He rejoices in his weakness because in his weakness the power of God is made all the more manifest.

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I imagine you have seen, as we have, Christians in whom this is exemplified. I think, for example, of our friends, Fred and Elaine. Fred was a vibrant Christian man, active in his church and in his apartment community that he helped to manage.

Doctrine of God (Part 17): Practical Application of Divine Omnipotence | Reasonable Faith

Then he suffered a massive stroke that left him half-paralyzed, seriously debilitated. He had to go into a nursing home and then into an assisted living facility where he still lives today. He cannot be at home. He cannot care for himself.

Yet, in the midst of this assisted living care facility, Fred and Elaine have begun to minister to other people in that facility. Today they have a Bible study going where they are leading other people in the home through Bible study and prayer and being a bright light for Christ in the midst of that condition. Yet the power of God in Fred and Elaine shines through all the more brightly because of the terrible weakness that he now suffers.

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I have to say even this morning, sitting in the balcony during the morning worship service, as I was waiting for the service to begin, my eye was caught by a man pushing a woman in a wheelchair down the front aisle of the sanctuary and back to the pew where they would sit. As I watched them I noticed that this elderly woman was crumpled over in the wheelchair. Her head was hanging over her chest.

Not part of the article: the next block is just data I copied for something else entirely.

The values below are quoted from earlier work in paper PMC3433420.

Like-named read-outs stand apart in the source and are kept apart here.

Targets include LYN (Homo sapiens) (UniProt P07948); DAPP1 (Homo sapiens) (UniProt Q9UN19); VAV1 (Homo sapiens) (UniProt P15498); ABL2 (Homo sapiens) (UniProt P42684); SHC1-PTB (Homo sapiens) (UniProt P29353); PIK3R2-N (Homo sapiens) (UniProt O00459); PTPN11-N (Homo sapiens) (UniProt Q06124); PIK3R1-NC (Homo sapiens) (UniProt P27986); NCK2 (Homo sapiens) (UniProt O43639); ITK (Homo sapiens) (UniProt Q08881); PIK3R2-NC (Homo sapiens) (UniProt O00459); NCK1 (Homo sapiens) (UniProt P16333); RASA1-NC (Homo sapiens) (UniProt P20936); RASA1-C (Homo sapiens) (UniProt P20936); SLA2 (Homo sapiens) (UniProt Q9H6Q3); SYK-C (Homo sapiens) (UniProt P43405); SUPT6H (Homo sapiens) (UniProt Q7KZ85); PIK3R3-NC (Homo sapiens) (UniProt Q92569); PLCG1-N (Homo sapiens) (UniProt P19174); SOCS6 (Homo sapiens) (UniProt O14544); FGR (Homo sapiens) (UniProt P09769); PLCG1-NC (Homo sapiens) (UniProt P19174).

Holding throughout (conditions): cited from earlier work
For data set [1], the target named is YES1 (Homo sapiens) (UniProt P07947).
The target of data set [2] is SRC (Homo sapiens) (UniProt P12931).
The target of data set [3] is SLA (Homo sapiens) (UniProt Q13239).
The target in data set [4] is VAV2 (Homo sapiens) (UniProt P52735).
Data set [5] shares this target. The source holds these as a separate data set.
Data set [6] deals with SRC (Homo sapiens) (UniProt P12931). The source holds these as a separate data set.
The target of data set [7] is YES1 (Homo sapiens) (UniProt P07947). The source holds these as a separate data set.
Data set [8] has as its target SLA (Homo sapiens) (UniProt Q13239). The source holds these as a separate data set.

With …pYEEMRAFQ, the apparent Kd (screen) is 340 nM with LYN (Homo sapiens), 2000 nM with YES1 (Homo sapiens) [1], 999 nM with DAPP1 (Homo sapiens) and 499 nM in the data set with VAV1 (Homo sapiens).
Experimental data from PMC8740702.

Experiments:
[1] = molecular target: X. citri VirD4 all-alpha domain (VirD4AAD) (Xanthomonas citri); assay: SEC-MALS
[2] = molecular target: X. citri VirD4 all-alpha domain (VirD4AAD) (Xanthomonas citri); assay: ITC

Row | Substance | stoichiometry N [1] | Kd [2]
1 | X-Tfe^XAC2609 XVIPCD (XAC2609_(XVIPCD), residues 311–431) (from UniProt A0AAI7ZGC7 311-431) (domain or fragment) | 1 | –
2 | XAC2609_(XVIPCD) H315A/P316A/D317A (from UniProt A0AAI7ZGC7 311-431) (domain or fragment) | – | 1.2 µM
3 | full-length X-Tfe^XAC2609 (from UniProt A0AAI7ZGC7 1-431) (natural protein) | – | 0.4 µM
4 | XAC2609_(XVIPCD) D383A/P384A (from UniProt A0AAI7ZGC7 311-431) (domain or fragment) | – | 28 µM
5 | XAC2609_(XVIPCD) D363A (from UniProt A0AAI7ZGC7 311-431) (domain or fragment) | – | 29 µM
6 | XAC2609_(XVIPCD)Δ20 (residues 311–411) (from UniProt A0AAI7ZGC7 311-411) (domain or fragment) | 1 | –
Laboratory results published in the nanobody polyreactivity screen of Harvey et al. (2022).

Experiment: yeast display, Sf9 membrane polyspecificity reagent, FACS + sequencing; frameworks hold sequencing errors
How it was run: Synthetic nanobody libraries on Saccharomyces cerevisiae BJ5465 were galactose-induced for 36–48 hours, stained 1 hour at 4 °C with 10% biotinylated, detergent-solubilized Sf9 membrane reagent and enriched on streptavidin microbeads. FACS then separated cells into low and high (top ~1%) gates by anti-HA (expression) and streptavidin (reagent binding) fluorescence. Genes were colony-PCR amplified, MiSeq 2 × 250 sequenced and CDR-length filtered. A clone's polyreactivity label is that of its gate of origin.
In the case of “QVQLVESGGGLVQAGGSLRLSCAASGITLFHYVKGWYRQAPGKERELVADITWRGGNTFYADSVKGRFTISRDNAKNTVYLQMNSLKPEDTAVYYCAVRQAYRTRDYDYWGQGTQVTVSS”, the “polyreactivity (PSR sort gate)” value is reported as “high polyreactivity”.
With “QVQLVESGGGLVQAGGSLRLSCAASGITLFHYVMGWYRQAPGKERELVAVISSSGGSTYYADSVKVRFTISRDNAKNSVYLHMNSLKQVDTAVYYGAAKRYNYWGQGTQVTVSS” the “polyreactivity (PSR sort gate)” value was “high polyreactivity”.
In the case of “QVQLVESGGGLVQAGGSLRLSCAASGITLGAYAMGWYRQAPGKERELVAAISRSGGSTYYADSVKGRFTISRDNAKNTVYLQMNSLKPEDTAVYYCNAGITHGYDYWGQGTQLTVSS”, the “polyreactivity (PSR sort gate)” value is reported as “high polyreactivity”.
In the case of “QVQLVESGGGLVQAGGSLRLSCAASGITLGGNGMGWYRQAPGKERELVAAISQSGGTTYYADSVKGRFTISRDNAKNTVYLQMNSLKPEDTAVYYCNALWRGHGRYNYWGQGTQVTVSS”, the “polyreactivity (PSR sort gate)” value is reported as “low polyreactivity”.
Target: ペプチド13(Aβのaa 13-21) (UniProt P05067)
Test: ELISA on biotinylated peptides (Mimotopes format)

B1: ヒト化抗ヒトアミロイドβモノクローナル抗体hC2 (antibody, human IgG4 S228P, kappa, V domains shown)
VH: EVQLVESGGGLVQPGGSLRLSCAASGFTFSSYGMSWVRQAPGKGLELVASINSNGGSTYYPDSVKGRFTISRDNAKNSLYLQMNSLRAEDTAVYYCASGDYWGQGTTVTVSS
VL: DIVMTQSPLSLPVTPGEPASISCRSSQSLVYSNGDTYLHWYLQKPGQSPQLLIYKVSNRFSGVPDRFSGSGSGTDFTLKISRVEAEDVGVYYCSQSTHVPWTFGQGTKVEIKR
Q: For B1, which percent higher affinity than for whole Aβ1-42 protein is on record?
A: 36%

She was slumped down. He finally got her to the pew. She was able to stand and shift herself into the pew. Then he took the chair away. Then she sort of crumpled again into the pew as she sat in the service. As I watched her, I noticed her gray hair was beautifully quaffed.

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She had on her finest Sunday clothes, beautifully dressed. She had a Bible on her lap that the man picked up off of her lap and then handed back to her as she sat in the morning service. I thought to myself, think of the effort that this woman has to exert in order to come to church this morning compared to me. It would be so much easier just to stay home and watch the service on live stream. But she makes the effort to get dressed up and to come with her Bible. She wants to be in the pew in the service live.

I thought it is the power of God that is manifest in this woman that I was looking at. That is the first point that I wanted to share. The power of God is at work within us, and we must not underestimate that.

Attributes of God in Christianity